An unclassified email system used by the Pentagon was compromised by Russian hackers in 2015, forcing security teams to take the entire network down in order to fix the breach.
Martin Dempsey, who was at that time Chairman of the Joint Chiefs, told CBS that he was informed of the breach by the Director of the National Security Agency, Admiral Mike Rogers, revealing that in approximately one hour, hackers seized control of the entire email system.
However, Dempsey explains that the email service was used by staff of the Pentagon’s Joint Chiefs staff, which involves some 3,500 military officers and civilians who work for the chairman, and included only unclassified emails that “had no real intelligence value.”
According to Dempsey, hackers managed to obtain passwords and electronic signatures that he personally used to access the network, so taking the entire system offline was the only way to deal with the problem.
As for the identity of the hackers, the United States officials believed they were Russians who were trying to fight back at the Pentagon after the US issued economic sanctions against their country for the conflict in Ukraine and the annexation of Crimea.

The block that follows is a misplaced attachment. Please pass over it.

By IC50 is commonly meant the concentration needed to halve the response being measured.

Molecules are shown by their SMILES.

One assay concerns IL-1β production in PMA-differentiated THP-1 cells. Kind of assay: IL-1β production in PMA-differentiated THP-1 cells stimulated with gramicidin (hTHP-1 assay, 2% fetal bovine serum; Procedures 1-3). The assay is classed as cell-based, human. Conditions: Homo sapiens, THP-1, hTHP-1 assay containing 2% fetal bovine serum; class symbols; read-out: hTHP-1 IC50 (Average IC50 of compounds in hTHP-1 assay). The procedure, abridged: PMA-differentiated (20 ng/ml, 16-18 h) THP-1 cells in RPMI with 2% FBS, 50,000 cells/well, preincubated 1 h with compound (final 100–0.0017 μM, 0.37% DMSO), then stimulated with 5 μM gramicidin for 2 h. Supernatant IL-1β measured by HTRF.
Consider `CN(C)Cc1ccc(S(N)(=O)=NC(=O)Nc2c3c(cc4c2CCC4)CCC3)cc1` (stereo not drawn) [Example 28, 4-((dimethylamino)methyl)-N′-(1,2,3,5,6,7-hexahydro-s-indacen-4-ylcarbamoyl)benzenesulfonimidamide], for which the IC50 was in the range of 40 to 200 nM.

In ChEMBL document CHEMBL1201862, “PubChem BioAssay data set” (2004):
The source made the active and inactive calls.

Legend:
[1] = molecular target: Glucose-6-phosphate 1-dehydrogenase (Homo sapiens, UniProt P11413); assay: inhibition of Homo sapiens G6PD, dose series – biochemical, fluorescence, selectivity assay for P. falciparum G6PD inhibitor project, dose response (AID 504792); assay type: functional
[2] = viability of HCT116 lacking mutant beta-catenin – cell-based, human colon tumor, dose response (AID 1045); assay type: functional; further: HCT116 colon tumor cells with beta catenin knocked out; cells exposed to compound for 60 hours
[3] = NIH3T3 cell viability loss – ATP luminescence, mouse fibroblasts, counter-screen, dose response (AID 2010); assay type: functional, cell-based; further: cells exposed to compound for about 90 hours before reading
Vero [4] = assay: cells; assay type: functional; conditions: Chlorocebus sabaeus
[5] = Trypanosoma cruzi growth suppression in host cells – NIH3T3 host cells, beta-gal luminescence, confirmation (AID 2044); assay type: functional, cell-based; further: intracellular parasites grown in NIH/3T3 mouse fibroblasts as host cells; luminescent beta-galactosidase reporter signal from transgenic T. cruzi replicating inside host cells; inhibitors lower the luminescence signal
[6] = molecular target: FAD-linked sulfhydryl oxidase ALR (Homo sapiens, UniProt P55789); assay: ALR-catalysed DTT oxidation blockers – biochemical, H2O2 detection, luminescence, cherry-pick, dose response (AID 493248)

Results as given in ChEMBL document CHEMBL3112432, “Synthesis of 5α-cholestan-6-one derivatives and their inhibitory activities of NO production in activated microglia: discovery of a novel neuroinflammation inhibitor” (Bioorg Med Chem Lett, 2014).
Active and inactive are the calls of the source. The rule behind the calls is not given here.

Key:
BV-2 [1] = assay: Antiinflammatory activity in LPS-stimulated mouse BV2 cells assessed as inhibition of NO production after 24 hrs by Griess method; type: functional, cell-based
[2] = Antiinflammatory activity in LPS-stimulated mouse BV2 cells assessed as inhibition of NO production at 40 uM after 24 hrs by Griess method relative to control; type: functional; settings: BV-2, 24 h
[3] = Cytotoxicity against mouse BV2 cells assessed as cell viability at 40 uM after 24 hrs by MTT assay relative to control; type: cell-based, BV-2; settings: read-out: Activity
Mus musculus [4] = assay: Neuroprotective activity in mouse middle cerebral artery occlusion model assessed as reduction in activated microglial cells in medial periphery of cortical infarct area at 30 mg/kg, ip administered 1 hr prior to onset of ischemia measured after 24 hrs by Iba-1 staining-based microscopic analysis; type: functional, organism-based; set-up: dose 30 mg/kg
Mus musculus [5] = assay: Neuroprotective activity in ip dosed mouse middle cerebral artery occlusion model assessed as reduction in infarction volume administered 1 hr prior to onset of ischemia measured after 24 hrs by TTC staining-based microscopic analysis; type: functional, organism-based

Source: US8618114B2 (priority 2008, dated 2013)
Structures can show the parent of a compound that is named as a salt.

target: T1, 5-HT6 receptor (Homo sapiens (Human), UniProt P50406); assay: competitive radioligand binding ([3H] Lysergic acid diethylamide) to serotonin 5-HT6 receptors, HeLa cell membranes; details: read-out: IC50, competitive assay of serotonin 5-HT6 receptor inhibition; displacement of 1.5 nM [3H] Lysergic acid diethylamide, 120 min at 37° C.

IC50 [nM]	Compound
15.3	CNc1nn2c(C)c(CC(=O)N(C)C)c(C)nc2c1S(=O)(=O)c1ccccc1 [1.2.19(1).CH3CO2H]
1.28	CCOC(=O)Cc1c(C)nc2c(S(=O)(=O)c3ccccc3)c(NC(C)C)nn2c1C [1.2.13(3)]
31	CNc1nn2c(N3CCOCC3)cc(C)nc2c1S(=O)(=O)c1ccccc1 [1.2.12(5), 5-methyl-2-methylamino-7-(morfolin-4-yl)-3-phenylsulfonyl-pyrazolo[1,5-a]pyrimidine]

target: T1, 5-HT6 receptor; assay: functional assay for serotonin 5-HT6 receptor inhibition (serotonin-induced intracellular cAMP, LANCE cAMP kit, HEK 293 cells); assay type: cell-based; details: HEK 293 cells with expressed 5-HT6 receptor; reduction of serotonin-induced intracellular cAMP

The attack was launched with compromised severs from a West Coast university, which were used to send a total of 30,000 emails. Four of them were eventually forwarded to Joint Chiefs of Staff employees and included malicious files that infected computers when executed. At least one of them was opened by an employee and eventually compromised the system before spreading across the entire network.
The Pentagon had to replace both hardware and software following the attack and this required approximately two weeks, Dempsey revealed in the interview.
Obviously, the Pentagon hasn’t provided any statement on this, but given the fact that the information comes from the former Chairman of the Joint Chiefs of Staff, there’s a good chance that everything is accurate. As for Russia’s involvement in the attack, you can be sure that the country would deny it.